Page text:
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Rationality, stability, and endogenous price formation in spatially interdependent markets


  • Paul Plummer
  • Eric Sheppard
  • Robert Haining


Spatial competition between firms is standard fare for traditional location theory and contemporary geographical economics. In this paper we examine the implications of modeling spatial competition using an approach grounded in geographical political economy, using mathematics as the language of theory. We make no presumptions about the existence of, or agents’ prior knowledge about, equilibrium; utilizing methodologies from nonlinear dynamics appropriate to this situation. For competition between equally spaced retailers along an unbounded linear market, selling a homogeneous commodity to uniformly dispersed consumers we show that Nash equilibrium, which rationalizes the existence and persistence of spatial price equilibria, need not hold. Depending on behavioral parameters, out-of-equilibrium dynamics may not converge toward equilibrium, displaying instead limit-cycle or aperiodic behavior. Further, even for cases that do converge, it can be rational for firms in equilibrium to set prices which depart from it, thereby increasing their profits. The presumptions of geographical economics concerning equilibrium are not adequate to make sense of capitalist spatial price competition. Keywords: rationality, spatial price competition, sociospatial dialectic, complexity, nonlinear dynamics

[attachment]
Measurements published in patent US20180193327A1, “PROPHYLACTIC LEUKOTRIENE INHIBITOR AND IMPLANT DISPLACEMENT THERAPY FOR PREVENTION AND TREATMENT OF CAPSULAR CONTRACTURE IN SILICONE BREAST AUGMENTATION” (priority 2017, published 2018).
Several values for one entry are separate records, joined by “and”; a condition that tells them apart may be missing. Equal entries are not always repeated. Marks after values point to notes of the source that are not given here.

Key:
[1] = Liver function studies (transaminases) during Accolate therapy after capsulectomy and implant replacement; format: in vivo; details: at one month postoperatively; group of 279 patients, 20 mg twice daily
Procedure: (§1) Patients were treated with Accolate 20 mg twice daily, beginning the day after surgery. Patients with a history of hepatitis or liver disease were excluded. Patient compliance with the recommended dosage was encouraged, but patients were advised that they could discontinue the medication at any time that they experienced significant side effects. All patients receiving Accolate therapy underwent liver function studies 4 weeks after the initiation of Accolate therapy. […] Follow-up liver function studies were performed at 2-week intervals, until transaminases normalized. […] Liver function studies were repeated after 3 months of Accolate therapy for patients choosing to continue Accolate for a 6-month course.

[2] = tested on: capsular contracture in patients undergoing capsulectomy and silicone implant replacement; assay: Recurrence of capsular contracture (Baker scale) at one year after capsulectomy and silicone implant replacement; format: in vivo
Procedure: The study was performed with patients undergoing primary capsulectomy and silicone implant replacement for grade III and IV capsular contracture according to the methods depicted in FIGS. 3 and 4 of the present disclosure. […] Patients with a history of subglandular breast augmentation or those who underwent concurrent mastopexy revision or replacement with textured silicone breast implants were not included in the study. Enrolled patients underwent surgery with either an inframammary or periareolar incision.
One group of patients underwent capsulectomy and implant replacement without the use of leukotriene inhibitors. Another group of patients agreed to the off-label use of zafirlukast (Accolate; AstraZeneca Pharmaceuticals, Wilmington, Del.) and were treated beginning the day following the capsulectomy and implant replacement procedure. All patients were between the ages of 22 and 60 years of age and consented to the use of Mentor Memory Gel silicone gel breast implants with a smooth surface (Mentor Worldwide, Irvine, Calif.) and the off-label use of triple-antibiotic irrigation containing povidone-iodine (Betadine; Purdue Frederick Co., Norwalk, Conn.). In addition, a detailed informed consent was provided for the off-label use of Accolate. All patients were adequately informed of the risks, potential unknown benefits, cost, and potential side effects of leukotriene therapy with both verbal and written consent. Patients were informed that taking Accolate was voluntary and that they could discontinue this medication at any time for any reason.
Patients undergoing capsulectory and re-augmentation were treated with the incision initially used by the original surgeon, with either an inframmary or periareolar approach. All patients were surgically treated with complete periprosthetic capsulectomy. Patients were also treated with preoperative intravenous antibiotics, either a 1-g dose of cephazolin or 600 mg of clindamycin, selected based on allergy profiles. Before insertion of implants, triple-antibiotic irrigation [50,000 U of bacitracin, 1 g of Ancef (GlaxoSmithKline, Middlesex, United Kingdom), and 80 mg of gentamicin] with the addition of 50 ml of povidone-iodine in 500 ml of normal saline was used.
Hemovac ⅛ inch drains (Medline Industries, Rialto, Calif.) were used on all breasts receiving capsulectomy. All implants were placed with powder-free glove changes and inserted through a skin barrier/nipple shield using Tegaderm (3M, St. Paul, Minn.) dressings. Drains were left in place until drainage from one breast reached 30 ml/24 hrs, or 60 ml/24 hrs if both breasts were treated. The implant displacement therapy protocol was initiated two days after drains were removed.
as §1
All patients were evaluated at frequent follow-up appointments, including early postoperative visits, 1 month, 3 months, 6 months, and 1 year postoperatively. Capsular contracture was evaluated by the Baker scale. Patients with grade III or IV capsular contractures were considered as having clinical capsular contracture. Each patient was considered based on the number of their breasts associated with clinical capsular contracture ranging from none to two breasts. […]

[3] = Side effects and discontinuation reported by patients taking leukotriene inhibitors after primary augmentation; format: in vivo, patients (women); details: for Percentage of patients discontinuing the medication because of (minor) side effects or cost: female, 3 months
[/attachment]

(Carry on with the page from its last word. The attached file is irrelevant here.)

Suggested Citation

  • Paul Plummer & Eric Sheppard & Robert Haining, 2012. "Rationality, stability, and endogenous price formation in spatially interdependent markets," Environment and Planning A, Pion Ltd, London, vol. 44(3), pages 538-559, March.
  • Handle: RePEc:pio:envira:v:44:y:2012:i:3:p:538-559

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    Cited by:

    1. Giorgos Galanis & Ashok Kumar, 2018. "A dynamic spatial model of global governance structures," Working Papers PKWP1804, Post Keynesian Economics Study Group (PKSG).

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